The nephron consists of a renal corpuscle and renal tubule. The renal corpuscle is made of a capillary network called a glomerulus surrounded by Bowman's capsule. The renal tubule extends from Bowman's capsule. The parts, in order, are as follows: proximal convoluted tubule, loop of Henle, distal convoluted tubule, and collecting tubule, all of which are surrounded by peritubular capillaries. See: illustration

Formation of Urine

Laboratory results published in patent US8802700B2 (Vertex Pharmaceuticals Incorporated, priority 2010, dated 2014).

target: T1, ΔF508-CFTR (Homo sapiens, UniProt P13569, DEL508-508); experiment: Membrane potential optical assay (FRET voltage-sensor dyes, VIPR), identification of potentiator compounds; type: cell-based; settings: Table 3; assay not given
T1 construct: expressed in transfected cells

Urine is formed by filtration, reabsorption, and secretion. As blood passes through the glomerulus, water and dissolved substances are filtered through the capillary membranes and the inner or visceral layer of Bowman's capsule; this fluid is now called glomerular filtrate. Blood cells and large proteins are retained within the capillaries. Filtration is a continuous process; the rate varies with blood flow through the kidneys and daily fluid intake and loss. As the glomerular filtrate passes through the renal tubules, useful materials such as water, glucose, amino acids, vitamins, and minerals are reabsorbed into the peritubular capillaries. Most of these have a renal threshold level, i.e., a limit to how much can be reabsorbed, but this level is usually not exceeded unless the blood level of these materials is above normal. Reabsorption of water is regulated directly by antidiuretic hormone and indirectly by aldosterone. Most waste products remain in the filtrate and become part of the urine. Hydrogen ions, creatinine, and the metabolic products of medications may be actively secreted into the filtrate to become part of the urine. The collecting tubules unite to form papillary ducts that empty urine into the calyces of the renal pelvis, from which it enters the ureter and is transported to the urinary bladder. Periodically the bladder is emptied (a reflex subject to voluntary control) by way of the urethra; this is called micturition, urination, or voiding. If a normally hydrated individual ingests a large volume of aqueous fluids, in about 45 min a sufficient quantity will have been excreted into the bladder to cause the urge to urinate. See: